LandRush and RallyCross fare a bit better, though it’s very hit or miss. Sometimes you’ll be mixing it up in the pack and surprised by the AI’s competence; other events they’re eating your dust, if they can even get that close to begin with.

I can’t say there’s a lot of extra curricular activities in DiRT 4, but what’s included is definitely much appreciated. Taking a page directly from Richard Burns Rally would be the DirtFish rally school mode, which sends you to the actual property in Washington for what’s essentially a glorified tutorial mode far more detailed than what we saw in the legendary title over a decade ago. Though I didn’t learn anything groundbreaking at DirtFish, the inclusion of such a feature for new drivers is pretty much essential, as while the handling model in DiRT 4 is significantly easier than it’s predecessors, the complexity of the terrain puts newbies in a world of hurt if they don’t know what they’re doing, and it’s fantastic that Codemasters have chosen to properly educate the masses rather than giving them crutches with flashbacks and other bogus bullshit that doesn’t encourage gamers to get good at what they’re playing.

The Gymkhana challenges from DiRT 3 return, but they’re 100% optional side-quests buried within the DirtFish compound, rather than being awkwardly placed into the primary campaign mode. Personally I loved Gymkhana in DiRT 3 and thought it was a really unique, exciting twist on performance driving, but given how many people hated it with a passion, it’s nice to see Codemasters listening to the masses and putting it off to the side as a gimmick, where many people felt it belonged.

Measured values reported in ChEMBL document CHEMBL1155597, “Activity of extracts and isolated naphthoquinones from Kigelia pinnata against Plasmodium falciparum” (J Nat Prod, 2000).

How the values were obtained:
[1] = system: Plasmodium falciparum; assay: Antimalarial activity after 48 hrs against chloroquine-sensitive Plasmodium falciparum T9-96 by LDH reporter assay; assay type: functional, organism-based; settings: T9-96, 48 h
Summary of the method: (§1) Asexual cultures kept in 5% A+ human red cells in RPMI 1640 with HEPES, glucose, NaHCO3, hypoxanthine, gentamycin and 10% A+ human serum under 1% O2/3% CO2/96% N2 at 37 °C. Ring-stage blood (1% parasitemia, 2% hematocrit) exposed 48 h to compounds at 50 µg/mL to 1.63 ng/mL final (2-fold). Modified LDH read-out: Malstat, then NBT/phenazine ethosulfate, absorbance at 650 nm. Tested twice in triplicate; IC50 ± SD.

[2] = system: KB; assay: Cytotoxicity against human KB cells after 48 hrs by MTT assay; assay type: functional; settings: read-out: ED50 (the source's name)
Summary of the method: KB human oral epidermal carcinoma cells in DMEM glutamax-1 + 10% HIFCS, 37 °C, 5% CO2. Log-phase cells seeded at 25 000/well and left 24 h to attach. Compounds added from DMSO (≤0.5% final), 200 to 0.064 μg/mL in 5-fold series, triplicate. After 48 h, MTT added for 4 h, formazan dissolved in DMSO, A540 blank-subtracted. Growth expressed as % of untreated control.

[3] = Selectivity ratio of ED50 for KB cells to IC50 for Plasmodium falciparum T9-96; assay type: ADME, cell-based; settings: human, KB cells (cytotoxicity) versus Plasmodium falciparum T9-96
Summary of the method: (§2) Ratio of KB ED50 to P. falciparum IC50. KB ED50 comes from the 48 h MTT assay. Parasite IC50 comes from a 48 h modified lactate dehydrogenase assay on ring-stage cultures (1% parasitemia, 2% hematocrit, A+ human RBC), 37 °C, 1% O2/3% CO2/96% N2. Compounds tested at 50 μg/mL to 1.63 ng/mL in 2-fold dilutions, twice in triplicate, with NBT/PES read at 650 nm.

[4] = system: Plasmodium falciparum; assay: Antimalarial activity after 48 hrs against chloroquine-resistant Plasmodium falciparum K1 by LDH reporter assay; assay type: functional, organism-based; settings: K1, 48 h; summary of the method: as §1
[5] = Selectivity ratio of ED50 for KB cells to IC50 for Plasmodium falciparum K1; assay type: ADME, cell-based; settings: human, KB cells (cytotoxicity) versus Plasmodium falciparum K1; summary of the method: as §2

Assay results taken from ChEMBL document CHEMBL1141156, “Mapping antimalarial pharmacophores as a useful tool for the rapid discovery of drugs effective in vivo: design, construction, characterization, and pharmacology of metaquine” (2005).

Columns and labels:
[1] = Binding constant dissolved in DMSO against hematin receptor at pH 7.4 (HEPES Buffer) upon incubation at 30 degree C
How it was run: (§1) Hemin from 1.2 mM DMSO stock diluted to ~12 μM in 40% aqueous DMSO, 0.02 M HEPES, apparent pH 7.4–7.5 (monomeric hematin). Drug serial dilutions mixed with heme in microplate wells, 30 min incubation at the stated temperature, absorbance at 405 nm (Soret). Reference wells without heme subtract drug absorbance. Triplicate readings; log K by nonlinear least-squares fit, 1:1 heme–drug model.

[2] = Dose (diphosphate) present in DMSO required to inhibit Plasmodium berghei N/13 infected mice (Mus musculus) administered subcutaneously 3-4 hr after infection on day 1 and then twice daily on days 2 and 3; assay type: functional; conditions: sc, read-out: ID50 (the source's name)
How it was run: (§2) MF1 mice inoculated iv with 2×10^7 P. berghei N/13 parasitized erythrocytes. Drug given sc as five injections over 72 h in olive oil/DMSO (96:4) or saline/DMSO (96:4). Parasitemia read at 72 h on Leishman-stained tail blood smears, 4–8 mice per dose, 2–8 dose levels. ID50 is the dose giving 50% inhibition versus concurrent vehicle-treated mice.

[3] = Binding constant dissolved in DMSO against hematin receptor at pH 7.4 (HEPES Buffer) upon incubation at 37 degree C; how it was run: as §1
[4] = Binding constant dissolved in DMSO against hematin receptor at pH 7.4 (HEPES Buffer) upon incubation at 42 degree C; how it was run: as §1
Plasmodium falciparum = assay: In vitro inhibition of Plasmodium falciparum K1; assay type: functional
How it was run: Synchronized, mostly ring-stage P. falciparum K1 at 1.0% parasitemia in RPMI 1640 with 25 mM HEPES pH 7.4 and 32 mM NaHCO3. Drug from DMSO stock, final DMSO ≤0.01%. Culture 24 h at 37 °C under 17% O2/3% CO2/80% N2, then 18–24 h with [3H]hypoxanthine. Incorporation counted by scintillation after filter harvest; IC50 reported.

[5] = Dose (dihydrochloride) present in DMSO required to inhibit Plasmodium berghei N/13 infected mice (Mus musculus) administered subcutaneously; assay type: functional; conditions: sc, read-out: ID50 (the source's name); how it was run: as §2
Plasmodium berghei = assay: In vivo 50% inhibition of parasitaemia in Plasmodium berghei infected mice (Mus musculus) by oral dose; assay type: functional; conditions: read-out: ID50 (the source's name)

Online racing returns with a vengeance, though I’d personally be weary of region lock bullshit on the Steam version as has been par for the course with every other Codemasters title dating back several years now. The biggest positive here is that Codies have brought back Online PvP rallying, meaning you’re no longer forced to create those clunky leagues if you want some quick point to point action, and this is something that is much appreciated considering nobody’s really sure why they took it out in their last release.